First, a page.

With 20 seconds left in the game Saturday night, the NCS Division 6 championship more than secured, Rincon Valley Christian's Garrett Robert had the ball just past mid-court. Robert had stopped moving. He was standing right in front of the RVC student section. He looked at them for a response and they gave it to him. In unison they chanted down the seconds: "20! 19! 18! ... " Robert pounded the ball emphatically to each second, all the while facing the screaming crowd and smiling. The grin swallowed his whole face, is what it did.
"That was the greatest moment of my life," Robert said later. "My only worry was wondering if I was going to get tackled by the students once the buzzer went off."
It was only a worry. Robert wasn't tackled. He was hugged at the buzzer, surrounded so tightly this had to be what it's like for Justin Bieber going through a crowd. The moment, the exhilaration, the living up to all the expectations, it came together nicely, convincingly, permanently. RVC is the D6 champion and no one can say the team got lucky doing it. The Eagles took Ferndale apart, 52-28, validating its No. 1 seed but even more than that, performing with grace under fire.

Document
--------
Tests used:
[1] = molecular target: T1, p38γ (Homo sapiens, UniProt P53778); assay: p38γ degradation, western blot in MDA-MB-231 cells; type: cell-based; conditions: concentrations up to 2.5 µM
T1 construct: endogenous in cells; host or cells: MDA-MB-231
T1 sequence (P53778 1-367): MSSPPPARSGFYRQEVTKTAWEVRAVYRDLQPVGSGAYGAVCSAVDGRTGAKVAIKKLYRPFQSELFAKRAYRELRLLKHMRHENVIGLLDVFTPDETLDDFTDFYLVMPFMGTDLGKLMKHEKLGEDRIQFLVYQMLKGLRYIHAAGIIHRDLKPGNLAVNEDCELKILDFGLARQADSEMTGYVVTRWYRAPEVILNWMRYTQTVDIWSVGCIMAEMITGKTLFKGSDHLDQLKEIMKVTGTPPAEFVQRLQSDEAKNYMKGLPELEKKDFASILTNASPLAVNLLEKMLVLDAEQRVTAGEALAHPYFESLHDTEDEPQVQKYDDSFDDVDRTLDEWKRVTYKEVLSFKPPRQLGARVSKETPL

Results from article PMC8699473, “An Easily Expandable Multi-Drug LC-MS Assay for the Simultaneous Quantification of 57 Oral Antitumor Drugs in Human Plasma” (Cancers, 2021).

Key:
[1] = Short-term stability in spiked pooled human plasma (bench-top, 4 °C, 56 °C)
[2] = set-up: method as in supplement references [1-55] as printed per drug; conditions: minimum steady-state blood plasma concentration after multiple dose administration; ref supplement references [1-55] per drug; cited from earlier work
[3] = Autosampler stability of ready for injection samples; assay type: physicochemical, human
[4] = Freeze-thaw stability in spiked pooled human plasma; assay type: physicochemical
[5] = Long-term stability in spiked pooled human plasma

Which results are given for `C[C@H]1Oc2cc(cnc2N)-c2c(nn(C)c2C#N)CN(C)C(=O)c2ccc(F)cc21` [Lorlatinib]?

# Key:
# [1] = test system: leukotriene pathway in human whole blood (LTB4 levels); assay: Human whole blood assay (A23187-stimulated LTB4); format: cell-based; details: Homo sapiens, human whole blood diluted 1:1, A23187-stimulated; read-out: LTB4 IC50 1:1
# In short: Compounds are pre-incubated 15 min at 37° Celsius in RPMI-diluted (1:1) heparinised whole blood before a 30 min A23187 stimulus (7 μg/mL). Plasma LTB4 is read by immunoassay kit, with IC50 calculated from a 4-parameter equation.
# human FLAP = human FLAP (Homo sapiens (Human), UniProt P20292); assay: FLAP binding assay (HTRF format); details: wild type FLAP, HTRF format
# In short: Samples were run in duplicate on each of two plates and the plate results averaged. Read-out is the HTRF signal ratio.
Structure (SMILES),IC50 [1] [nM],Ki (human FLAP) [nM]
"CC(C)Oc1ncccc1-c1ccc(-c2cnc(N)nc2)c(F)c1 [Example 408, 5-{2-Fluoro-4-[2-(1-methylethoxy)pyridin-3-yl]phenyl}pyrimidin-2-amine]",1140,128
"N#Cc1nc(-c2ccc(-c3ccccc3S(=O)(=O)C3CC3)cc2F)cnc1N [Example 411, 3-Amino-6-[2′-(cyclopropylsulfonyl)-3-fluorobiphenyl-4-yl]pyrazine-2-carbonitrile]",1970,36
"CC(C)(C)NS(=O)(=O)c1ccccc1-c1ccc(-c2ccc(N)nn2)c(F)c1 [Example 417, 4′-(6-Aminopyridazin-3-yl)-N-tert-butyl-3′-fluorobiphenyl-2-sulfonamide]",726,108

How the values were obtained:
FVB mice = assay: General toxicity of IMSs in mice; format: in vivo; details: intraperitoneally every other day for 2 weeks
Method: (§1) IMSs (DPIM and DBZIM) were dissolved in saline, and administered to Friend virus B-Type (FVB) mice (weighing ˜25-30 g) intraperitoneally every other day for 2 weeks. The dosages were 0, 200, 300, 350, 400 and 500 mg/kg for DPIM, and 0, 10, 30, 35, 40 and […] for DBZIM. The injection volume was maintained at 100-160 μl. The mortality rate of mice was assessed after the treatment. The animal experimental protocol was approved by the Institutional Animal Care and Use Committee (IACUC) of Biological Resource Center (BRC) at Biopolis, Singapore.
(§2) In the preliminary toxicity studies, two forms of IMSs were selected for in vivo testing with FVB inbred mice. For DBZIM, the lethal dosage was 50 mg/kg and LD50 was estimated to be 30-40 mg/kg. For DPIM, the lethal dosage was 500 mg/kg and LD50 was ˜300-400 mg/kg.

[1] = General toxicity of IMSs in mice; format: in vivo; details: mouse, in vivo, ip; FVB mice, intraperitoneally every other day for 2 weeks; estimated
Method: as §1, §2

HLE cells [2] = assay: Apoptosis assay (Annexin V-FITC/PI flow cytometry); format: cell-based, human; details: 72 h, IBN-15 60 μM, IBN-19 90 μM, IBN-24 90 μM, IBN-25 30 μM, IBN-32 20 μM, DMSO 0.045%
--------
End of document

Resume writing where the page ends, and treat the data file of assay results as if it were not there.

That would be keeping their cool when Ferndale came at them with shoves and slaps and hip checks and arm thumping that sent RVC players crashing to the ground at least four times. Robert and James Leng both stayed on the floor for a while, composing themselves and then keeping their composure. Afterward RVC coach Darren Nelson was direct in his opinion of such behavior.
"I would never permit it on my team," Nelson said.
It was an added measure of satisfaction for RVC. Beyond lifting their record to 28-4, beyond making the last two NCS D6 finals a distant memory (both losses to Ferndale), RVC continued to play basketball while Ferndale had moments in which it forgot its football season was over.
"They were losing the game in their head," Leng said, "while we were winning the game on the scoreboard."
Winning the game, Leng was being charitable in using those words. RVC had a 40-16 lead at the end of the third quarter, a 45-18 lead three minutes in the fourth quarter. When Robert just stood there with 20 seconds left in the game, he was being charitable as well. The statement had long been made. In fact, Leng said the statement was made in the first quarter, when RVC held a modest 12-6 lead.
That's when Leng felt the Eagles had the game under control.
"We were shredding their zone defense," Leng said. "We got into their heads right there."
Ferndale, Nelson said, had made it this far in the NCS playoffs because of that tough 2-3 zone defense. It was their default option among all others. The Wildcats, 14-12 on the season, might shoot poorly — they hit only 26.1 percent of their shots (11-of-42). The Wildcats might turn the ball over — they had 27 turnovers in the game. The Wildcats might even look like football players playing basketball. But they could always count on that zone defense as being impenetrable.
"I think that rattled them, the way we destroyed their zone," Nelson said.